How to Photograph an Iconic Silhouette
I made this photo in Kakadu National Park in the Top End of Australia. The bird, the color of which was actually light grey with dark wings, did not, at first sight, look all that attractive.
I wanted to make a compelling image and knew that, by shooting into the light from a lower angle of view, a fairly dynamic silhouette would result.
The above image was made with a Canon 5D camera and Canon 180 mm f/3.5 Macro L series USM lens. The lens’s telephoto capability was enhanced by the use of a Canon 2X Extender.
This particular piece of kit is sometimes referred to as a tele converter, which effectively doubled the focal length to 360mm, increasing subject magnification and helping to isolate the subject from its surroundings.
Photography And The Art Of The Trade Off
As a general rule I don’t recommend extenders, particularly a 2X Extender, as the loss in image quality often leads to disappointing results.
In this case I gave it a go and am really happy with the result. The Canon 5D was, by today’s standards, a quite modest 12 megapixel camera.
My current camera, a Sony a7Rii, is a very healthy 42 megapixels which means I’d be more likely to work without an extender (in fact I no longer own one).
I simply have to crop the image on the desktop to provide the impression that I was closer to the bird than I was in reality.
That’s a very sensible approach though, as an aid to composition and to achieving the decisive moment, I’d still prefer the opportunity to have the bird fill as much of my viewfinder as possible.
The original image was rendered into black-and-white and then split toned in Adobe Lightroom. Final image enhancements were applied in Adobe Photoshop.
Silhouettes | A Bridge Beyond
It’s important to understand that, when rendered black against a brighter background, the individual identity of the subject is often lost in a silhouette.
When it comes to photographing people, under such conditions, it may be impossible to discern the following:
• Color and texture of clothing
The Twelve Apostles in Silhouette
This photo features the iconic Twelve Apostles along Australia's Great Ocean Road. They've photographed black because they're backlit by very bright light.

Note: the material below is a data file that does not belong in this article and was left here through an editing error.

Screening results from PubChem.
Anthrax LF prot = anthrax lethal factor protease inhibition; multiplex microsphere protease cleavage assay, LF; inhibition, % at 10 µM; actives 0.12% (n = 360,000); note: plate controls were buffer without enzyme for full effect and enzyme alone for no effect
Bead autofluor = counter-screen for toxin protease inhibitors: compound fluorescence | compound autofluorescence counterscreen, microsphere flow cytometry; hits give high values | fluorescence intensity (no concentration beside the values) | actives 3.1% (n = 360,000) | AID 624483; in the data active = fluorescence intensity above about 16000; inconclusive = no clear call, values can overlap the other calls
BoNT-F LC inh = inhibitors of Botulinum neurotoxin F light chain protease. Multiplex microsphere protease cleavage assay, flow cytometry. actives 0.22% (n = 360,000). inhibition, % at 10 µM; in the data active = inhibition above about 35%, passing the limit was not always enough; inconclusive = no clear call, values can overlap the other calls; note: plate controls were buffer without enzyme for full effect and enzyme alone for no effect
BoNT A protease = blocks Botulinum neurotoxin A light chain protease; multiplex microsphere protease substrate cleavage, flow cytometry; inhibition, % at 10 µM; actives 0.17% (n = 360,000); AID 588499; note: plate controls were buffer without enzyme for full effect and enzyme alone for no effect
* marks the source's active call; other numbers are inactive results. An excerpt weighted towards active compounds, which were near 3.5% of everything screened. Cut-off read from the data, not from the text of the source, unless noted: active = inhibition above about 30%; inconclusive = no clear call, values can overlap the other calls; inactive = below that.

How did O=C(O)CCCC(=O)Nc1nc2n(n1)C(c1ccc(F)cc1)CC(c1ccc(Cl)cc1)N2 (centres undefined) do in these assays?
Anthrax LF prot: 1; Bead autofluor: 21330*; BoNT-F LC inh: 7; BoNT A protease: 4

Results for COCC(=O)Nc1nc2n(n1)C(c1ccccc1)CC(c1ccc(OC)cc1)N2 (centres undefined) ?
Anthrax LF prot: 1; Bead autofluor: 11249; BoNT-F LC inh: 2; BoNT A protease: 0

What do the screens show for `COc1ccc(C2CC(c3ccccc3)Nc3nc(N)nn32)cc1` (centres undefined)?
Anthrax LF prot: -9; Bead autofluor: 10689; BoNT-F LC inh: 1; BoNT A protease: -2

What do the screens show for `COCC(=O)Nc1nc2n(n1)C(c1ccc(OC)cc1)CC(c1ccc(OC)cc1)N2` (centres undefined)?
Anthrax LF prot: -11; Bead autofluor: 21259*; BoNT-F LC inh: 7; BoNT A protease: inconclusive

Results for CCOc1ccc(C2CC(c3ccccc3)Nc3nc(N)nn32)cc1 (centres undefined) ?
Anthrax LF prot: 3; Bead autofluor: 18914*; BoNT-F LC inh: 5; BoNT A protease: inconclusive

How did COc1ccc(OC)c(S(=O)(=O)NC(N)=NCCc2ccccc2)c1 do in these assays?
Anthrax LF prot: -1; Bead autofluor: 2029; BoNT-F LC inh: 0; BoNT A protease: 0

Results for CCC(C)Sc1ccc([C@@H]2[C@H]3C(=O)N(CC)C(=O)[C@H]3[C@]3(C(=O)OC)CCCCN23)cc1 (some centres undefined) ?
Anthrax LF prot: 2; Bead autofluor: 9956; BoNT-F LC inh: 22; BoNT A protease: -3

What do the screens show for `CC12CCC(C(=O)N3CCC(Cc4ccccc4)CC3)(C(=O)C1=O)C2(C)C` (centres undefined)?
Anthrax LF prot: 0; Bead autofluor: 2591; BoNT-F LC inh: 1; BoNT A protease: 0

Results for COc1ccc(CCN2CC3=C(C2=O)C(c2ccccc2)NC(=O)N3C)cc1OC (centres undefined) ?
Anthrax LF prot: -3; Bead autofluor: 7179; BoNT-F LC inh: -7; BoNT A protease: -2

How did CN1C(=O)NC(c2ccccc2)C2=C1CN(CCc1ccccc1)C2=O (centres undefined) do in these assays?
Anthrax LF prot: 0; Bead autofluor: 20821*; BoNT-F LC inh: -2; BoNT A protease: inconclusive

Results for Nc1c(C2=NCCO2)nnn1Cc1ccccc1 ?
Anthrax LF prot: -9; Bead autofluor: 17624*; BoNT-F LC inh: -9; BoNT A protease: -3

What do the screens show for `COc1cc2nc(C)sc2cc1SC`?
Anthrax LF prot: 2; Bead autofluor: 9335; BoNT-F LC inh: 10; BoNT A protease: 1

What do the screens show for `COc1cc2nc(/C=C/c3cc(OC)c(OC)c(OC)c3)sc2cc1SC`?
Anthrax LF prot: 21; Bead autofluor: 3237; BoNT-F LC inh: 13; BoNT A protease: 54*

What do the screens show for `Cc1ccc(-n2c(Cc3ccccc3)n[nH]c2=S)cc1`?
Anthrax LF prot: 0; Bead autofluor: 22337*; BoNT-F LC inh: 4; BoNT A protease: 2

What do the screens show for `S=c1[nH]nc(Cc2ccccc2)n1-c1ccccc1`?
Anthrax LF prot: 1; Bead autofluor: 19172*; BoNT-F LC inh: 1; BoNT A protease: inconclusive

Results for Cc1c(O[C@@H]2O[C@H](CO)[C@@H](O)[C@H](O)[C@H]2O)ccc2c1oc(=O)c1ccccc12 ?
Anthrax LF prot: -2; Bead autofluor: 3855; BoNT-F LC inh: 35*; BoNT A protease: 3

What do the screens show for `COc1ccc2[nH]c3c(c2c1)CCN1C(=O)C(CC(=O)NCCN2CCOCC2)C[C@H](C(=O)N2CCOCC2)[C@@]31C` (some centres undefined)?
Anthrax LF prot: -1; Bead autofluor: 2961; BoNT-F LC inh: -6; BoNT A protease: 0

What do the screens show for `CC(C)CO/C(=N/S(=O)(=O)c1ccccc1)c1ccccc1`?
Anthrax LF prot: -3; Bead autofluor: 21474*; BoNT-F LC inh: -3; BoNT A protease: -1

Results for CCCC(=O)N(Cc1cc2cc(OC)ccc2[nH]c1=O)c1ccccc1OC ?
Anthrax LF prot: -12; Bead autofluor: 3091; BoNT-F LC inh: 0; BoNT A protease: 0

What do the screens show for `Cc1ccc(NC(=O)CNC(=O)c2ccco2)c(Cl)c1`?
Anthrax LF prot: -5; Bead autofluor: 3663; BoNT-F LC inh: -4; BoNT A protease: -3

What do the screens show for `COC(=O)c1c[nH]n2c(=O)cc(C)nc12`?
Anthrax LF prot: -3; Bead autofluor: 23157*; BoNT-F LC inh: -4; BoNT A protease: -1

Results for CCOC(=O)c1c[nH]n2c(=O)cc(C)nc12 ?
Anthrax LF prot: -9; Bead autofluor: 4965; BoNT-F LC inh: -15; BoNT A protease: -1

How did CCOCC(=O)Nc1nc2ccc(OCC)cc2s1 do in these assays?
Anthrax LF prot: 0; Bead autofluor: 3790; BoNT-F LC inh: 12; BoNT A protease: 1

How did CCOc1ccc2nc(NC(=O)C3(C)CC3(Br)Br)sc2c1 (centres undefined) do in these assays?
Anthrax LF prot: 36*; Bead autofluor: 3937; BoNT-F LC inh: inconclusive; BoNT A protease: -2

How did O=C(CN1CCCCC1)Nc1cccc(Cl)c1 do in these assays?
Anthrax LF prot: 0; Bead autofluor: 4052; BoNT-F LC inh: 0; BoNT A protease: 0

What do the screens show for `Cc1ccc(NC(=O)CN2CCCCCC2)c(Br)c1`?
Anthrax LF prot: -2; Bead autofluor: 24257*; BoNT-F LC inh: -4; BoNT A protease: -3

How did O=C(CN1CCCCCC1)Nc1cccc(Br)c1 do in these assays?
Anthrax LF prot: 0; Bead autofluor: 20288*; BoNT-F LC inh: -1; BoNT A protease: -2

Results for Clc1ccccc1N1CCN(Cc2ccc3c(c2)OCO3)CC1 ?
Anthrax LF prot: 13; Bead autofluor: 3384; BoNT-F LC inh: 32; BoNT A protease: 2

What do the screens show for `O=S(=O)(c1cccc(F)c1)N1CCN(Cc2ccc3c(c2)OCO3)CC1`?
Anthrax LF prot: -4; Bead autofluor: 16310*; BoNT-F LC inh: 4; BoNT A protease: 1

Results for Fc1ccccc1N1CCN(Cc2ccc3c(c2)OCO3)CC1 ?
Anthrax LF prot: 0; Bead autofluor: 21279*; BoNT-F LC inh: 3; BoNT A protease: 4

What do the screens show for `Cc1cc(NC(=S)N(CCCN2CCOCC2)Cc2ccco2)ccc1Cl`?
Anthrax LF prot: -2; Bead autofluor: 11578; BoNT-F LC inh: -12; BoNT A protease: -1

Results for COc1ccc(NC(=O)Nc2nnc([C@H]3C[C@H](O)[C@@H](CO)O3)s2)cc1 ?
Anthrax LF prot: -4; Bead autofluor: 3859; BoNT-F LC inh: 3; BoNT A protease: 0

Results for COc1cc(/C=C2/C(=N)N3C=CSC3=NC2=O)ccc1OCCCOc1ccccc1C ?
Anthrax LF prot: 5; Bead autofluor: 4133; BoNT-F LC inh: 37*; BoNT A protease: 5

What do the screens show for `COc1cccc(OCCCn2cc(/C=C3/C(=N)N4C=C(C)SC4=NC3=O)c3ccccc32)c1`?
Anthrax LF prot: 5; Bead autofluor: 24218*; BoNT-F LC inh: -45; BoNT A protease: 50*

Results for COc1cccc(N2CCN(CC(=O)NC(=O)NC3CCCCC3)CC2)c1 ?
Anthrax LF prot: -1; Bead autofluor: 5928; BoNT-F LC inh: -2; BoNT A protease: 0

As a consequence the yellow/orange color of the sandstone sea stacks and cliff face is lost in the silhouette.
The Mythic and the Archetypal
With individual identity lost a well constructed silhouette becomes less about the individual and more about an iconic, sometimes mythic or archetypal rendering of the subject.
It’s at this point that your image is no longer about, for example, Warwick the Weekend Warrior, but The Warrior.
Likewise an image of a pregnant woman named Jill, when photographed in silhouette, becomes an image that explores pregnancy, motherhood, nature, etc.
Because of the often iconic nature of this kind of image many people are able to connect, on a deeply emotional level, with a silhouette.
Silhouettes Underpinned by Composition
With virtually all individual identity removed it’s essential, to ensure the subject stands out, that it be positioned in such a way so as to form a graphic shape.
When photographing a tree in silhouette avoid a tree laden with leaves. Opt instead for a winter tree or a fire ravaged tree that’s bare of leaves.
The trunk and branches will form a strong graphic design, based upon lines, when photographed in silhouette.
Next time you’re out and about looking to make photos on a bright, sunny day consider the silhouette as a way to create powerful and emotive images.